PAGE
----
I have put this photo up of my father, who was very fond of horses and was in the reservists and did a lot of preparing of horses for war.

These are the grandparents that I lived with, Euphene Jane and Robert Slessor-Crawford.

It was a great house, full of family, a large garden, aviaries with wonderful birds, especially a sulphur-crested cockatoo. This bird called ‘Cocky’ became part of our lives. If we walked by the cage he would chat to us, asking us to dance with him. My mother tells the story of one time when my father had brought her home very late from a dance that there was a call in my grandfather’s voice saying, ‘Is that you June, is that you June?’ Dad fled down the drive, little knowing that ‘Cocky’ was a very fine mimic. As it was quite a large family with many Mr Crawfords, ‘Cocky’ was used to win bets with male family members betting their guests that the cocky knew their name. He was so good at saying, ‘Hello Mr Crawford.’ I have a large picture of a sulphur crested cockatoo over my desk in memory of ‘Cocky’.

Here is another photograph of the house. Along with the garden, birds, Jock and Judy the goats, chickens, my crystal wireless set (a treasured possession), and cousins living next door, there was a lot of land that ran down the hill to the bush and a creek. What a wonderful place to grow up! When we ventured further into the bush, and perhaps onto other people’s land, we found disused pisé (mud brick houses), python snakes and heaps of blackberries.

Castle Hill had a strong Aboriginal history, and the first European visitors to the district were Governor Phillip on an excursion from Parramatta in April 1791. Governor King began a government farm with convict labour in 1801 which was referred to as Castle Hill. In 1804, the convicts rebelled in ‘The battle for Vinegar Hill’.

Here is a photograph of my wonderful mother and me. I must have needed some restraining with that brace around me.  Here is a photograph of the cousins. Watermelon was a great favourite. That is me in the middle. My brother was three years younger than me, so that is the cousins that I grew up with.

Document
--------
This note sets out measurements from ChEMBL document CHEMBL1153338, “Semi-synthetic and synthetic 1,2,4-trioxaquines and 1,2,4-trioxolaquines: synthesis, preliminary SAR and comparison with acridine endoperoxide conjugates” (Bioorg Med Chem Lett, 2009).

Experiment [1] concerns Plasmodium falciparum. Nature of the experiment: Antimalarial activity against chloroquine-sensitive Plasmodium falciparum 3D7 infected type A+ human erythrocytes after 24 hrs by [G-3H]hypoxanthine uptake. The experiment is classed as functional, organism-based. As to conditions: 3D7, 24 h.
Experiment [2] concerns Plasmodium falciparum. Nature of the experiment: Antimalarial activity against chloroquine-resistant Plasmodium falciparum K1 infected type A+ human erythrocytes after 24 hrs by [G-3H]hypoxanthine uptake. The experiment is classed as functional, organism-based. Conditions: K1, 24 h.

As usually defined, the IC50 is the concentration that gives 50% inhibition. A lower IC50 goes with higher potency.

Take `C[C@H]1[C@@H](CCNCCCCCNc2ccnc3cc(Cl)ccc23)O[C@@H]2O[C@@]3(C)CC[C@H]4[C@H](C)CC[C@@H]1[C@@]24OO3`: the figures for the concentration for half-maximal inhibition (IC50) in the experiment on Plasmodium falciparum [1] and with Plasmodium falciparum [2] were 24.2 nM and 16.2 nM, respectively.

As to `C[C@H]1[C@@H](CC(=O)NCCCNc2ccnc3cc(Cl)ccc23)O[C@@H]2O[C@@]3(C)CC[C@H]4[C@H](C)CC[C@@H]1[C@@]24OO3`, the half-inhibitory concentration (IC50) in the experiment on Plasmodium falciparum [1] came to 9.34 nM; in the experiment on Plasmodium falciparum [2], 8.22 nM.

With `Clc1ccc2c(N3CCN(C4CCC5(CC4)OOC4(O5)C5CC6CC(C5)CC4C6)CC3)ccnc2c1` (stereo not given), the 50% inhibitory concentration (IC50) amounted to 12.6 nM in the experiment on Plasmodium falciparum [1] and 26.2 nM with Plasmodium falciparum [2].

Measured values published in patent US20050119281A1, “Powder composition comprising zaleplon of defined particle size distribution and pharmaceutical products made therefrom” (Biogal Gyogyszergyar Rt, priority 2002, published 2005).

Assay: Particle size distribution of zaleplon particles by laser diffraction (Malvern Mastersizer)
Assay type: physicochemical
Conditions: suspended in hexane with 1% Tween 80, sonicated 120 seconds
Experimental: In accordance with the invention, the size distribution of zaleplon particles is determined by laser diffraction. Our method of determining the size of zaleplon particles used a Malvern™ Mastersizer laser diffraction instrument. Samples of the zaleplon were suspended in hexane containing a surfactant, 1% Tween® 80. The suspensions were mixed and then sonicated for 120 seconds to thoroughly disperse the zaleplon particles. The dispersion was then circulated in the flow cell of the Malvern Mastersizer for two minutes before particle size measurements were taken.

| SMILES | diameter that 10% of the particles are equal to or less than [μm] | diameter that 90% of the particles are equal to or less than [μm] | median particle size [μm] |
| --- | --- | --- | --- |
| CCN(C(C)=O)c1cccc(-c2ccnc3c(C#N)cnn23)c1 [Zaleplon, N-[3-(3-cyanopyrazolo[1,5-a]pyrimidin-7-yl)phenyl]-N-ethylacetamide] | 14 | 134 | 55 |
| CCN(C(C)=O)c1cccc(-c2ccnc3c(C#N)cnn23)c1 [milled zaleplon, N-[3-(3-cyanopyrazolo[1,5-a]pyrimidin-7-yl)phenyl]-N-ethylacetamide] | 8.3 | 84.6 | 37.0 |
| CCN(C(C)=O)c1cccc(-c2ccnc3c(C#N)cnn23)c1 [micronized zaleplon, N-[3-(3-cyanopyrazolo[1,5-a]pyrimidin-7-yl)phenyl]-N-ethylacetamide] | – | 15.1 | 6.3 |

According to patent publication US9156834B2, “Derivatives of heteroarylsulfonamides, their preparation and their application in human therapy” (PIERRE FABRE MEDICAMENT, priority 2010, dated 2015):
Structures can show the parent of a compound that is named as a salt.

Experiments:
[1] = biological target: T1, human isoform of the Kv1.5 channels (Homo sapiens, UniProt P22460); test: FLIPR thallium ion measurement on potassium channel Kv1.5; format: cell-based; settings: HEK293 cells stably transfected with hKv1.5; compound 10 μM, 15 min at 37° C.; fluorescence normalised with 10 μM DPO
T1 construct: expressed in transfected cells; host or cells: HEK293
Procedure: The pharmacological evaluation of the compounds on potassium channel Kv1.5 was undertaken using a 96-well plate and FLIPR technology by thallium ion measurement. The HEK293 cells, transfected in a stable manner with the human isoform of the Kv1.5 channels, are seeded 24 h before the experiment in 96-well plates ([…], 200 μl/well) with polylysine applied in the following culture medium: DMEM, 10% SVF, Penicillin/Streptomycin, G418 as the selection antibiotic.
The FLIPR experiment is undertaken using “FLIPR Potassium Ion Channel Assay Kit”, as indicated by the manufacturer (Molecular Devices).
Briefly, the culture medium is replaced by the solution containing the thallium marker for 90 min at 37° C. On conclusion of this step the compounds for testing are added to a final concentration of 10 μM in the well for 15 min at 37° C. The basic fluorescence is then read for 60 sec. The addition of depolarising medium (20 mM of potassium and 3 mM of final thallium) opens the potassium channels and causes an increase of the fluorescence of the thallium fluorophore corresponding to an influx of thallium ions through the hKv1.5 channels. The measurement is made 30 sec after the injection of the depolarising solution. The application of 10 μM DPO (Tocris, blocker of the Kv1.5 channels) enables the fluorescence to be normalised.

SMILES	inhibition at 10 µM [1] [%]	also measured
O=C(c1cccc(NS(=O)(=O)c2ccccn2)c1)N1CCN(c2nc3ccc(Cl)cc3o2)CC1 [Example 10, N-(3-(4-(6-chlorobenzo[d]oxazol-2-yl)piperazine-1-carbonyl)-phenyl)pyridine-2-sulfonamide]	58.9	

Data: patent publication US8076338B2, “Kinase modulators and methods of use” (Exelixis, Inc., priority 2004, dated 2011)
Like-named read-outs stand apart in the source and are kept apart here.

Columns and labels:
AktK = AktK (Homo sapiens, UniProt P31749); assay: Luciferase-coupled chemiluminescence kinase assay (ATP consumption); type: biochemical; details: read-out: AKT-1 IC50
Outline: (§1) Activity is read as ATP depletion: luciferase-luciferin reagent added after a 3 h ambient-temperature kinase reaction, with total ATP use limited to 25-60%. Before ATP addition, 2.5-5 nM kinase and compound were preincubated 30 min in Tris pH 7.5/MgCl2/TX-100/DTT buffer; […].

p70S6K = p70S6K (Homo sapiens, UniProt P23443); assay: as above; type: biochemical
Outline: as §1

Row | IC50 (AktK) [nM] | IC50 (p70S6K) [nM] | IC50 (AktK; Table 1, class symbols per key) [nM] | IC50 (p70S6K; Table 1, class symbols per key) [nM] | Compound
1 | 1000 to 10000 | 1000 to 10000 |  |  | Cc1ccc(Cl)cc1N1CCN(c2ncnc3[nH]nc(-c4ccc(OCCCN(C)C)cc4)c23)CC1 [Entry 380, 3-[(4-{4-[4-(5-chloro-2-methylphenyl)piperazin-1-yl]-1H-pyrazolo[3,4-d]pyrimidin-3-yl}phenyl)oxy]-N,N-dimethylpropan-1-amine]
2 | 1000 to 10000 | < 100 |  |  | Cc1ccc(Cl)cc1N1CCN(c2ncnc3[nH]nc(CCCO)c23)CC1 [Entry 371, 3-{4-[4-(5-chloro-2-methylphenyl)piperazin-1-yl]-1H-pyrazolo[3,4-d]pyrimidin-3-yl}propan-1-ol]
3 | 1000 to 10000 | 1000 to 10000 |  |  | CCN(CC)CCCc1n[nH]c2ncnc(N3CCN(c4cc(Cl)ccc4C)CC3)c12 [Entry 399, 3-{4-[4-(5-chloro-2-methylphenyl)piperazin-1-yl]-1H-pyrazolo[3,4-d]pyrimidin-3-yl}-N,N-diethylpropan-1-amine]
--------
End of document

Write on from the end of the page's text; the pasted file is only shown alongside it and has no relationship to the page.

When my cousins went off to school, I cried at the thought of being left behind so I went off with them to Glenhaven Public School, which in those days was a one teacher school, just a relatively small building with a verandah front and back, run by Mr Bunker and his wife, who gave sewing lessons. Now having cried to get to school, I soon realised that school was not all wonderful because I am left handed, and perhaps some of you had the same experience as me of being slapped for using your left hand. I actually still remember how much it hurt. Being left handed was commented on and considered different, which made me uncomfortable for quite a bit of my life.

The mail car delivered us to school in the mornings, but in the afternoons we walked up the hill and met the car on the main road. Being very little, some days the teacher needed to piggyback me up the hill, poor man, it was too big a walk for me.

Just like children today, there was always something either to make us aware of others or to fundraise via schools. The Gould League for Birds and the Red Cross come to mind. At a pet show - they were very big in my day; I don’t know if any of you remember the pet shows - my mother dressed my pet bantam with a little hat and an apron which had a red cross. I don’t remember winning a prize, but the bantam did look very cute.

Here I am with Judy and Jock. They were the playmates in the garden.

This house is the house of my other grandparents. It was called Grantham in Grantham Street, Burwood. So here we had another wonderful house to play in – lots of stairs, cubby holes. You can see the roof on the other side where the house is now developed. The land had been sold but that was also a play area for us. When we visit there, of course there was another set of cousins. So we had a wonderful time with those children.

Once our house was completed and fenced, we moved closer to the village of Castle Hill. As it was not very long after the war building materials were still very short, and my father had a large Nissen hut built in the back of the garden - you remember those curved, corrugated iron buildings that we associate with military establishments. This he had built as a storage area where he could collect the building materials until he had sufficient to warrant getting the builder.